I gain ground and start to wave frantically, like the wife of a sailor who sees his love returning from the sea. The stop light of the Vespa in front of me lights up and we finally meet. A dazzling smile under a yellow helmet emanates from Eduardo, proud owner of the replica six-day of which today I want to tell you the story.
We go back to the bar just in time before the waiter takes all my belongings and throws them in the trash. What I see, parked in front of me on his side stand, is an original body of “Faro Basso” with upgrades and improvements that are wondrous beyond compare. An additional air intake stands out on the belly of the beast, to prove that the engine power is derived from more powerful origins. The sky is clouded and the air cools by announcing a weather change. Here comes the new coffee and Eduardo’s story begins…
“Christian, I started my scooter journey as an absolute purist: if in my Vespa there were not all the screws that Piaggio had installed at the factory, I would not have liked this, and I would not have cared for the machine”.
This is the classic example of the Italian gathering-mentality mentioned above. “When I was little I wanted the Piaggio” Ciao “so I was disappointed when my parents gave me the Vespa for school merits; I understood later, however, my real advantage over the others because after not too long I was the only cool guy to have the chance – with a Yankee saddle – to carry around the girls”.
I smile and take notes: “From that moment on the Vespa became my obsession, from that moment I started to buy them as if they were keyrings. I was selling them and I was getting back to the next and rarer model: they were the golden years of the scooter market, I still remember someone who was fed up with seeing an abandoned vehicle in their gardens gave it or sold it at an iron price to get rid of it “. Continue Edoardo combing his hair.
“Maybe I’m too egocentric but in those days I was the only one in the district to show up at the scooter rally with an orange Vespa Rally, a punch in the eye for those times of Vespa being owned all in standard colors. Slowly I realized that the market and the company Vespistica of fans was changing, because of red or yellow rallies or particular models which were populating the whole world”.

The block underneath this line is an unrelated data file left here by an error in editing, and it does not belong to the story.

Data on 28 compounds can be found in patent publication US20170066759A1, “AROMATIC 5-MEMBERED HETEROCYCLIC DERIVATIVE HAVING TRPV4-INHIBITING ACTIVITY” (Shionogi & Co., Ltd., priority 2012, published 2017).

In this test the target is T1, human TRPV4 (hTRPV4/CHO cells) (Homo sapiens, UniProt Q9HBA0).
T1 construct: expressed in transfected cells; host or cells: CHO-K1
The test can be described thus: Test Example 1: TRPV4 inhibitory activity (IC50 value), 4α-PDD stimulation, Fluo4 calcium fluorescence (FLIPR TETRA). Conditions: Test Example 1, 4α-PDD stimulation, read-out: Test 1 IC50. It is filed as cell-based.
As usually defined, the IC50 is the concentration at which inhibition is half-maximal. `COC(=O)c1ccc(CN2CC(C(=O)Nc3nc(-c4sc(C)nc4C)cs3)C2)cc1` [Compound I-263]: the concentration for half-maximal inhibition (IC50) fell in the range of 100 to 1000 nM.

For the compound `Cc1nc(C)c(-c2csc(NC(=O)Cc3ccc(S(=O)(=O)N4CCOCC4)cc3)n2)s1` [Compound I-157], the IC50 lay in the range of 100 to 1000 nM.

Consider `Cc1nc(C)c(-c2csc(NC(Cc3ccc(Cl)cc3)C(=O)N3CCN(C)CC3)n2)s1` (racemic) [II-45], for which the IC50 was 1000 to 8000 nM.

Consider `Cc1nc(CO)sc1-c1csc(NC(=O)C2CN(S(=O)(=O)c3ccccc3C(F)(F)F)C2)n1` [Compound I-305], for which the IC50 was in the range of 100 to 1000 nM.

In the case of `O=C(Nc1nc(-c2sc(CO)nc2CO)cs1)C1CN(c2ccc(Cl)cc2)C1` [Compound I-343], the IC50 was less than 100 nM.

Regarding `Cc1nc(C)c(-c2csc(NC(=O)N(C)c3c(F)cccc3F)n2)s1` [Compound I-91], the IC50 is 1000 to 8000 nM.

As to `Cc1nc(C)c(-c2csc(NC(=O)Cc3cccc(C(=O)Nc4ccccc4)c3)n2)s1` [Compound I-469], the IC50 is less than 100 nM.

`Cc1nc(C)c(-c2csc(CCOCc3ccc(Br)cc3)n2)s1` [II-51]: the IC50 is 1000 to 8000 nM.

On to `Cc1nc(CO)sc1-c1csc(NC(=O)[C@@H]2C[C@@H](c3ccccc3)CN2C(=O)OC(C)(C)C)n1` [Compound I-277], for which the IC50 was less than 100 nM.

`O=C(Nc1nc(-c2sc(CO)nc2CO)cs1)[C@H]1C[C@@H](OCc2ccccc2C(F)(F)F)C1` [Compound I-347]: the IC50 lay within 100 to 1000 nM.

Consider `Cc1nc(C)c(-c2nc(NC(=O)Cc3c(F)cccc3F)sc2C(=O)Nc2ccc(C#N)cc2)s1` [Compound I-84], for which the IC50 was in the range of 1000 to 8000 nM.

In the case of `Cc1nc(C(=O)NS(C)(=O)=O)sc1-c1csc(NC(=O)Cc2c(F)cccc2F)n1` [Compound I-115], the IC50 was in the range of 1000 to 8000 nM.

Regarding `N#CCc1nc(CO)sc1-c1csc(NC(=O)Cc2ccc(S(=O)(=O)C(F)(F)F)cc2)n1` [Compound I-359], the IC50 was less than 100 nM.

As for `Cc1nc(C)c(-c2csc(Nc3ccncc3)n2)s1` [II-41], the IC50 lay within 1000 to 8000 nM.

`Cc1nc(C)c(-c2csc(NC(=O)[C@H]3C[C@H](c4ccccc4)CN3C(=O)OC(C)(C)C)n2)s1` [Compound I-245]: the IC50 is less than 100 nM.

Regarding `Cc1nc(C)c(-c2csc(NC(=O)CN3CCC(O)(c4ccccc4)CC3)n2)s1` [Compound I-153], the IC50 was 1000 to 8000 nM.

Edoardo stops, looks me in the eye and resumes: “At that point the idea came. I want to be a jitter, a son of the god of Chaos and I want to introduce myself to the group of scooter fans with a completely original means that at the same time stimulate the modern vs original controversy”.
I refer again to the Italian Vespa purism, in our society we are terrified – perhaps for historical reasons (by totalitarian characterizations, mindful of the failure of fascism) we are the first to stand against dictatorships and extremisms, in the small things however, yet at the same time we are also the most aggravated in rejecting the diversity of people. I often found myself witnessing fierce quarrels about the restoration of some vintage vehicles.
“When I meet some purist”. Edoardo continues, “I like to see his face and to understand how much it is bothering him to see a Faro Basso with all those succulent accessories. The disc brake, and the motor with PX200 base”.
It is certainly not the comfort of the absolute characteristic of Edoardo but what the hell, are we not all crazy in about our beloved scooters? The aesthetic is therefore the basic concept of this Vespa, which winks to all those who want it but cannot, it is in fact a means of over ten thousand “cocuzze” – Melons translated into Italian literal ( Euro).
Edoardo’s luck was in finding the right man for tuning; pity that he had never realized that this person lived in front of his house. “Il Matto” so they call him in the country, because he is intractable and gruff.
“When I proposed to do this work he replied to me with a blasphemy saying if I had nothing else to do but to waste time.”
Sometimes we are too much interested in the model or in the specs of our beloved scooters, I do understand it but Edoardo is not the case. He doesn’t have any clue about this stuff, he want’s just to get in his beauty and leave the house from time to time. What can I say about this? Luckily the world is not the same for all of us.
As soon as I try to leave the bar table and thank my lucky encounter – having asked 12 times about what type of motor the “Sei Giorni” has inside, or if there is anything very special stored behind the panels except the remarkable beauty.
Edoardo’s voice, a little romantic, confides. “Her name is Camilla, just like my little baby. Maybe, one day, she will understand how crazy was her father, and she will enjoy smiling at the past as a good bond “. Never underestimate the Italian’s heart. True.